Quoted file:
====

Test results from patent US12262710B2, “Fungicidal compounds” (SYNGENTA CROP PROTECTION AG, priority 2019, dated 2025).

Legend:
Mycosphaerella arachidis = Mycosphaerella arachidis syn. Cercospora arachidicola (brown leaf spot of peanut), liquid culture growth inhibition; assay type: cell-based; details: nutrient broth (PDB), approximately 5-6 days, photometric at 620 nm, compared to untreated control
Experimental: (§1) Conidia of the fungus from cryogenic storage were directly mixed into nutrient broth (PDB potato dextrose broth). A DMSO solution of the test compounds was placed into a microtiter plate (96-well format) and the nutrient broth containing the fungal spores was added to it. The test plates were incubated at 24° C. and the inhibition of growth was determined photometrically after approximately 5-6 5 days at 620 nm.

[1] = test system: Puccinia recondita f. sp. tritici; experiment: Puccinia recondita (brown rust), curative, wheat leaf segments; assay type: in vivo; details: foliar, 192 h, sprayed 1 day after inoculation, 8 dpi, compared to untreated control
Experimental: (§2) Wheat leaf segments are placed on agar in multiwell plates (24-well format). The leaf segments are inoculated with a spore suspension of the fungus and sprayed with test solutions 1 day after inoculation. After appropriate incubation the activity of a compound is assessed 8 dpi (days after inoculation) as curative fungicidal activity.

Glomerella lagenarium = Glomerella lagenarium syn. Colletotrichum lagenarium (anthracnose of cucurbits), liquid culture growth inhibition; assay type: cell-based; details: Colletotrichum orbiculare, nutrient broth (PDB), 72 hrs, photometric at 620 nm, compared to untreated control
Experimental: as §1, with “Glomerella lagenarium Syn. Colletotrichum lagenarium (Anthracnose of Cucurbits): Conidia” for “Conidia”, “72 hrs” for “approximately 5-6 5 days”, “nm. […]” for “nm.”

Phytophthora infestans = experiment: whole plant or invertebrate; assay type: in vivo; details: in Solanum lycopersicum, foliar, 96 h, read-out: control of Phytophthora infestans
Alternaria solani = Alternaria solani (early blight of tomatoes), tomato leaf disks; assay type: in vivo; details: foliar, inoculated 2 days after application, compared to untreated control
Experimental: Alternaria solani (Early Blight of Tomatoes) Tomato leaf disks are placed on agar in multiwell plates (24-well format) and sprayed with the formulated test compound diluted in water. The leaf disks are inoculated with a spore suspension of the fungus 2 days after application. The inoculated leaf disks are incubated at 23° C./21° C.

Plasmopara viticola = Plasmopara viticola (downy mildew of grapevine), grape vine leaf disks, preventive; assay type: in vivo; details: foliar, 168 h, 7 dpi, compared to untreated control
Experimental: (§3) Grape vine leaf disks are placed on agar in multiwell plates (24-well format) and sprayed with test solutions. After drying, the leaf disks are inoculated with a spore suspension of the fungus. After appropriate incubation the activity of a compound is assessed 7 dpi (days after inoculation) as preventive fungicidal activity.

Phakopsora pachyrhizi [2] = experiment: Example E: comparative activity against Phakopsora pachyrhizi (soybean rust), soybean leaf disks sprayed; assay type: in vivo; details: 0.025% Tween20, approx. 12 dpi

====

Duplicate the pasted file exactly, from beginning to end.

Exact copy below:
Test results from patent US12262710B2, “Fungicidal compounds” (SYNGENTA CROP PROTECTION AG, priority 2019, dated 2025).

Legend:
Mycosphaerella arachidis = Mycosphaerella arachidis syn. Cercospora arachidicola (brown leaf spot of peanut), liquid culture growth inhibition; assay type: cell-based; details: nutrient broth (PDB), approximately 5-6 days, photometric at 620 nm, compared to untreated control
Experimental: (§1) Conidia of the fungus from cryogenic storage were directly mixed into nutrient broth (PDB potato dextrose broth). A DMSO solution of the test compounds was placed into a microtiter plate (96-well format) and the nutrient broth containing the fungal spores was added to it. The test plates were incubated at 24° C. and the inhibition of growth was determined photometrically after approximately 5-6 5 days at 620 nm.

[1] = test system: Puccinia recondita f. sp. tritici; experiment: Puccinia recondita (brown rust), curative, wheat leaf segments; assay type: in vivo; details: foliar, 192 h, sprayed 1 day after inoculation, 8 dpi, compared to untreated control
Experimental: (§2) Wheat leaf segments are placed on agar in multiwell plates (24-well format). The leaf segments are inoculated with a spore suspension of the fungus and sprayed with test solutions 1 day after inoculation. After appropriate incubation the activity of a compound is assessed 8 dpi (days after inoculation) as curative fungicidal activity.

Glomerella lagenarium = Glomerella lagenarium syn. Colletotrichum lagenarium (anthracnose of cucurbits), liquid culture growth inhibition; assay type: cell-based; details: Colletotrichum orbiculare, nutrient broth (PDB), 72 hrs, photometric at 620 nm, compared to untreated control
Experimental: as §1, with “Glomerella lagenarium Syn. Colletotrichum lagenarium (Anthracnose of Cucurbits): Conidia” for “Conidia”, “72 hrs” for “approximately 5-6 5 days”, “nm. […]” for “nm.”

Phytophthora infestans = experiment: whole plant or invertebrate; assay type: in vivo; details: in Solanum lycopersicum, foliar, 96 h, read-out: control of Phytophthora infestans
Alternaria solani = Alternaria solani (early blight of tomatoes), tomato leaf disks; assay type: in vivo; details: foliar, inoculated 2 days after application, compared to untreated control
Experimental: Alternaria solani (Early Blight of Tomatoes) Tomato leaf disks are placed on agar in multiwell plates (24-well format) and sprayed with the formulated test compound diluted in water. The leaf disks are inoculated with a spore suspension of the fungus 2 days after application. The inoculated leaf disks are incubated at 23° C./21° C.

Plasmopara viticola = Plasmopara viticola (downy mildew of grapevine), grape vine leaf disks, preventive; assay type: in vivo; details: foliar, 168 h, 7 dpi, compared to untreated control
Experimental: (§3) Grape vine leaf disks are placed on agar in multiwell plates (24-well format) and sprayed with test solutions. After drying, the leaf disks are inoculated with a spore suspension of the fungus. After appropriate incubation the activity of a compound is assessed 7 dpi (days after inoculation) as preventive fungicidal activity.

Phakopsora pachyrhizi [2] = experiment: Example E: comparative activity against Phakopsora pachyrhizi (soybean rust), soybean leaf disks sprayed; assay type: in vivo; details: 0.025% Tween20, approx. 12 dpi